“Once prominent multinational firms enter the Iranian market, economic reform will pick up speed,” predicted Amir Handjani, an Iranian-American businessman who met with the American group in Tehran. “Foreign firms will look for legal and structural reforms so they can feel secure about putting down roots. They will want to make sure their investment in Iran over the long term is protected.”
European and Asian countries are likely to benefit sooner from easing sanctions on Iran, particularly in the banking and oil sectors. But Schroeder said US companies could also find “opportunities across the economy, from … machine tools to food services and pharmaceuticals to technology for consumers and health care,” as well as “hotels and services in their spectacular tourism locations.”
Members of the group said they were particularly struck by the warm reception they got from ordinary Iranians. Lamont said they had free time to wander and engaged in a vigorous game of pickup volleyball with a bunch of young Iranians in Tehran’s Laleh Park.
Linda Mason, founder and chairman of Bright Horizons, a provider of early education and preschools, told Al-Monitor that she got separated from the rest of the group in the huge park. “A young man came up to me and said, 'You remind me of my mother and she would be very happy if I helped you, so I’m going to help you find your group.'”
Mason is a leader in residence at Harvard’s Kennedy School this year, and said she had visited numerous other Middle Eastern countries as global chair of the charity Mercy Corps. Still, Iran was “so unlike what I expected,” she said. “Except for the headscarves, [Laleh Park] could have been Boston Common.”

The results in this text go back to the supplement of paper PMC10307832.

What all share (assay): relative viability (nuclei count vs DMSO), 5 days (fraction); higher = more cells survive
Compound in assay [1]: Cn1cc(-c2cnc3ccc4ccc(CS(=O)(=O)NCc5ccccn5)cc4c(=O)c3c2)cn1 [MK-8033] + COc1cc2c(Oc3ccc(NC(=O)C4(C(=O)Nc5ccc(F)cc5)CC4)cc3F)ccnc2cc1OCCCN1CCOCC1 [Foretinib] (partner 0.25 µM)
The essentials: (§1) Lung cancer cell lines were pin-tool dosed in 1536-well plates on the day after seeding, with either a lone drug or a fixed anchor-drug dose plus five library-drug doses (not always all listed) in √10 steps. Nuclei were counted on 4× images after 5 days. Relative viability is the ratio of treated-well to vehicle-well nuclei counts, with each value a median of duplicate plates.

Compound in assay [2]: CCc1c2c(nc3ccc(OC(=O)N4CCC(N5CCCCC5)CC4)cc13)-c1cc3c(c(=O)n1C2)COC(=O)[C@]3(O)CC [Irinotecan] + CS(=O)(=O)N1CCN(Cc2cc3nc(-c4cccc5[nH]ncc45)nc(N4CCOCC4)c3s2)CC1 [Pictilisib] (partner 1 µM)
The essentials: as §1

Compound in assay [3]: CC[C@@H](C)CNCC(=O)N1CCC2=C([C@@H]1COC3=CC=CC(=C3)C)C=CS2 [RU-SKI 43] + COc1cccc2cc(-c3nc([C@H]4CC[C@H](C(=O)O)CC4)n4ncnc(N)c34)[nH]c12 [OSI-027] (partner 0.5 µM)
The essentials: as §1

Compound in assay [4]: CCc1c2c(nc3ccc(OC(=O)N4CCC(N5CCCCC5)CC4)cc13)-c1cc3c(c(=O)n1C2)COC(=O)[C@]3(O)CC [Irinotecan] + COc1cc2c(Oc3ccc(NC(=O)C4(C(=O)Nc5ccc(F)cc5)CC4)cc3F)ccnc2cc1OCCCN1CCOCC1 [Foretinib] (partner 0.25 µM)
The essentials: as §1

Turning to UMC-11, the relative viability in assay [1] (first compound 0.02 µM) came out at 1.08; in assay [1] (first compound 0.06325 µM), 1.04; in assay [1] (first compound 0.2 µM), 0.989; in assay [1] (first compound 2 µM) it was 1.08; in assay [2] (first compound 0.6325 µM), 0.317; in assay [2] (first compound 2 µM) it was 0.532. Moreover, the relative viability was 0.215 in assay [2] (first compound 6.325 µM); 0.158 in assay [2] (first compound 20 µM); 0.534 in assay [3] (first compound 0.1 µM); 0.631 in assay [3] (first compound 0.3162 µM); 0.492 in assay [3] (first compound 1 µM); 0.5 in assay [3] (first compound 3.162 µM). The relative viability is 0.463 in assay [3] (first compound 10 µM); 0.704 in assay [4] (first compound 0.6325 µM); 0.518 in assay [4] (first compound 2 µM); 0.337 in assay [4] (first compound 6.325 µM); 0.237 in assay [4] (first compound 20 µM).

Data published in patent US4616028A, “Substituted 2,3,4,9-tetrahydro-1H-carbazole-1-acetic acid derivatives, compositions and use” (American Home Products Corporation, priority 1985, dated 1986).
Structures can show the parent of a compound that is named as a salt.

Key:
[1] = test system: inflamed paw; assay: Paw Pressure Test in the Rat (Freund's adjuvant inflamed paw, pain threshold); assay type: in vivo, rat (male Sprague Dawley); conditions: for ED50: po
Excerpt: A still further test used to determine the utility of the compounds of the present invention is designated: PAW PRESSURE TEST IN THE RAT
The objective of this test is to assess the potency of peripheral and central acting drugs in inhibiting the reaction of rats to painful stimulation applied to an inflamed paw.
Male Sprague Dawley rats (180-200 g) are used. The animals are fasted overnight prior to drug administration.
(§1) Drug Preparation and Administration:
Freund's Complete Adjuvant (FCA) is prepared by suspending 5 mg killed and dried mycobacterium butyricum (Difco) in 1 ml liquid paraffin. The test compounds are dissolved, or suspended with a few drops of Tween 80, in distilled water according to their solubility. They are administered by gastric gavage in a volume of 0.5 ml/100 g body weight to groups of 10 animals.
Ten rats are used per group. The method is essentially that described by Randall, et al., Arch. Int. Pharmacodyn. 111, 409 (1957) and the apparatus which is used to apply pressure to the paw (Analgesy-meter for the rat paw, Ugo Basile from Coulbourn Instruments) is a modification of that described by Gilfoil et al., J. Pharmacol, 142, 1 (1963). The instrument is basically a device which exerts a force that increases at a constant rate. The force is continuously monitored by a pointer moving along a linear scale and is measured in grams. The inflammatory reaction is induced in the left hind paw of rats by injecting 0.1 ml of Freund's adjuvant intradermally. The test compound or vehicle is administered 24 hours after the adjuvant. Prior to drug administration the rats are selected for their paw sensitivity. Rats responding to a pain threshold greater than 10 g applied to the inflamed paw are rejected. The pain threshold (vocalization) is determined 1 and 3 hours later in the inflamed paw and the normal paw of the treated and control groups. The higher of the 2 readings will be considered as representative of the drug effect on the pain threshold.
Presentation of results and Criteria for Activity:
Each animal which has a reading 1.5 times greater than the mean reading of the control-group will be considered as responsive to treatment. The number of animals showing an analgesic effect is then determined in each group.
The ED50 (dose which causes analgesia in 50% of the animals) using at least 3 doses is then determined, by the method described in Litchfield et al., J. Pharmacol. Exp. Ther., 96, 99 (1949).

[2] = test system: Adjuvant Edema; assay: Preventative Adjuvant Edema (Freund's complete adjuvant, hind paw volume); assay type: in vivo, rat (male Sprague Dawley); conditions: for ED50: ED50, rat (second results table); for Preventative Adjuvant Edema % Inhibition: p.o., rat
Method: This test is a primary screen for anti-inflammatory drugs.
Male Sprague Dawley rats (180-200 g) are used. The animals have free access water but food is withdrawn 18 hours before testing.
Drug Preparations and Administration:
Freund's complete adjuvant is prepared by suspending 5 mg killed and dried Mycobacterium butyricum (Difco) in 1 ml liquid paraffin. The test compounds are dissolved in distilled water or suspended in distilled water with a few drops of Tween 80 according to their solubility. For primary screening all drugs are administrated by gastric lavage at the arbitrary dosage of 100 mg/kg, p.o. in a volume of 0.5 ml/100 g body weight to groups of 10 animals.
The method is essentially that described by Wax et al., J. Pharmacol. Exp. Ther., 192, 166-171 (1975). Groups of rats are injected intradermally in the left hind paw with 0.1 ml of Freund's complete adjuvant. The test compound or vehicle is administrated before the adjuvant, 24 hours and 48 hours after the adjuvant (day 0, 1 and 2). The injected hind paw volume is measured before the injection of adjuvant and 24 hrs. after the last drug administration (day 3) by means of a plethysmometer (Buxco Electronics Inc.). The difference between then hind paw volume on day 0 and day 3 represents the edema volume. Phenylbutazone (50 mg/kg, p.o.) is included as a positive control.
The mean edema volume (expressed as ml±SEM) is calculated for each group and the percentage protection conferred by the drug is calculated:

She said she often broke off from the group to visit shops and walk the streets and “felt very safe.” She said she met many young people and artists who spoke openly about their frustrations, but with an occasional look over their shoulders to see who else might be listening. “The country is largely young, educated, urban and secular,” she said, in contrast to an “aging Islamic theocracy.”
Members of the group said they were prepared for anti-American graffiti but instead found many more references to the 1980-88 Iran-Iraq War, which killed or injured nearly a million Iranians.
“I didn’t know it went on for eight years and that it reinforced the rule of Ayatollah [Ruhollah] Khomeini,” Lamont said. “That war is like yesterday for these folks.”
Before he left for Iran, Lamont said, his friends fell into two camps: those who thought he was crazy and advised him to take a bulletproof vest and those who said, “We want to be on your next trip.”
Lamont said he hopes to organize a forum in Connecticut to publicize his impressions and do some lobbying against what he regards as excessive congressional interference in the nuclear negotiations.
While he expects US companies to “go slow” because of the sanctions and the long estrangement from Iran, Iranians “believe strongly that this deal is done and whether it is done with the US Congress or not, it’s done with the rest of the world,” Lamont said. “The train is leaving the station,” he added, and much of the rest of the world is already on board.